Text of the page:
Ten days after the September 11, 2001, terrorist attacks on the World Trade Center and the Pentagon, President Bush was told in a highly classified briefing that the U.S. intelligence community had no evidence linking the Iraqi regime of Saddam Hussein to the attacks and that there was scant credible evidence that Iraq had any significant collaborative ties with Al Qaeda, according to government records and current and former officials with firsthand knowledge of the matter.
The information was provided to Bush on September 21, 2001 during the "President's Daily Brief," a 30- to 45-minute early-morning national security briefing. Information for PDBs has routinely been derived from electronic intercepts, human agents, and reports from foreign intelligence services, as well as more mundane sources such as news reports and public statements by foreign leaders.
Indeed, the existence of the September 21 PDB was not disclosed to the Intelligence Committee until the summer of 2004, according to congressional sources. Both Republicans and Democrats requested then that it be turned over. The administration has refused to provide it, even on a classified basis, and won't say anything more about it other than to acknowledge that it exists.
Thing's said after this info:
"You can't distinguish between Al Qaeda and Saddam when you talk about the war on terror," President Bush said on September 25, 2002.
The next day, Rumsfeld said, "We have what we consider to be credible evidence that Al Qaeda leaders have sought contacts with Iraq who could help them acquire … weapons-of-mass-destruction capabilities."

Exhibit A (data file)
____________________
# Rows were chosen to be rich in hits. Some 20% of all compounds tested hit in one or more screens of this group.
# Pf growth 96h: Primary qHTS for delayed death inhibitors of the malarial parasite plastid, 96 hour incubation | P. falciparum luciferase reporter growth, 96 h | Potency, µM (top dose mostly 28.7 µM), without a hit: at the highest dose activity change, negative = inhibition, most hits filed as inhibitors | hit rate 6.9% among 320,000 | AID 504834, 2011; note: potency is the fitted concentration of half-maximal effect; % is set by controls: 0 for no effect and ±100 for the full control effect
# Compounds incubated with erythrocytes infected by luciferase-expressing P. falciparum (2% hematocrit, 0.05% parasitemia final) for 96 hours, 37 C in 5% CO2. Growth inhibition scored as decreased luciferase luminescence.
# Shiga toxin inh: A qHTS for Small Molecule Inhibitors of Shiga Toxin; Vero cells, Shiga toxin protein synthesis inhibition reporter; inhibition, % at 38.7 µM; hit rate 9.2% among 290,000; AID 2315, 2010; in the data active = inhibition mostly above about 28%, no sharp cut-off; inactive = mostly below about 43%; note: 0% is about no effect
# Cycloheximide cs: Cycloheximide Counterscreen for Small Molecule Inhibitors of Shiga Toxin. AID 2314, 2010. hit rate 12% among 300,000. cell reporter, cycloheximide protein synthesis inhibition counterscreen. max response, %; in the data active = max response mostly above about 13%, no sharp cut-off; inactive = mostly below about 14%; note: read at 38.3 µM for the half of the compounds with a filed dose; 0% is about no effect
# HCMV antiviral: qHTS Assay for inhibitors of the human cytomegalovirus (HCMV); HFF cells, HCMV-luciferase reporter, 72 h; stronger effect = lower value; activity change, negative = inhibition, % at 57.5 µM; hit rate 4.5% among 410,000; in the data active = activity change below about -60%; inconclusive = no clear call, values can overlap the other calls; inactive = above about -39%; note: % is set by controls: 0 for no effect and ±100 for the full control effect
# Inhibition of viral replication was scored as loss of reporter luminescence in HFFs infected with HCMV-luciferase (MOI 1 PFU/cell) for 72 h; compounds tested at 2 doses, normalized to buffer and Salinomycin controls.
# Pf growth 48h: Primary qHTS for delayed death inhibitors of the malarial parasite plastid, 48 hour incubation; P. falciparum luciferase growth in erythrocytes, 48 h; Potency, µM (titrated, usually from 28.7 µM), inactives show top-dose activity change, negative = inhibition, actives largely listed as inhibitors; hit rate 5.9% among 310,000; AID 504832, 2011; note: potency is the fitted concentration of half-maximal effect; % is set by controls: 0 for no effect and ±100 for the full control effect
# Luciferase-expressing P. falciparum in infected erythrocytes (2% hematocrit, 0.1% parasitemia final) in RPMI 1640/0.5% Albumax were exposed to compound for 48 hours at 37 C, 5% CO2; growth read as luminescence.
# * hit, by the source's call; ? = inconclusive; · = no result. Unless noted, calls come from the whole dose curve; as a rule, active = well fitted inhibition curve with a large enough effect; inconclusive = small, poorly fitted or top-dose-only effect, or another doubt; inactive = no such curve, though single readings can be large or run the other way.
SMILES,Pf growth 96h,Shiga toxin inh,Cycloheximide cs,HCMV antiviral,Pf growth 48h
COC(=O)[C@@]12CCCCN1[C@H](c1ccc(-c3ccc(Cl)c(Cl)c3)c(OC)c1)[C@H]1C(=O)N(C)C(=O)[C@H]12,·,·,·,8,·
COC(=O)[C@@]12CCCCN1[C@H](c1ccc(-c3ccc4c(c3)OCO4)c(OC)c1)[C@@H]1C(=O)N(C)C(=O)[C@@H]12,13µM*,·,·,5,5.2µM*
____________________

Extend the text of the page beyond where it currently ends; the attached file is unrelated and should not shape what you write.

Cheney continued to make the charge, even after he was briefed, according to government records and officials, that both the CIA and the FBI discounted the possibility of such a meeting.
OSHKOSH – Last Friday, Representative Tom Petri cast one of two deciding votes in support of the House Budget Reconciliation Bill. This cut federal funding for child support enforcement by $5 billion over the next five years (nearly 40 percent in the fifth year), and $15.8 billion over the next ten years according to the Center on Budget and Policy Priorities. For Winnebago County, already facing significant cuts to human services, it means a loss of up to $1.5 million in federal assistance.
Petri's vote on the Budget Reconciliation Bill paves the way for at least $70 billion in new tax cuts targeted to the wealthiest Americans.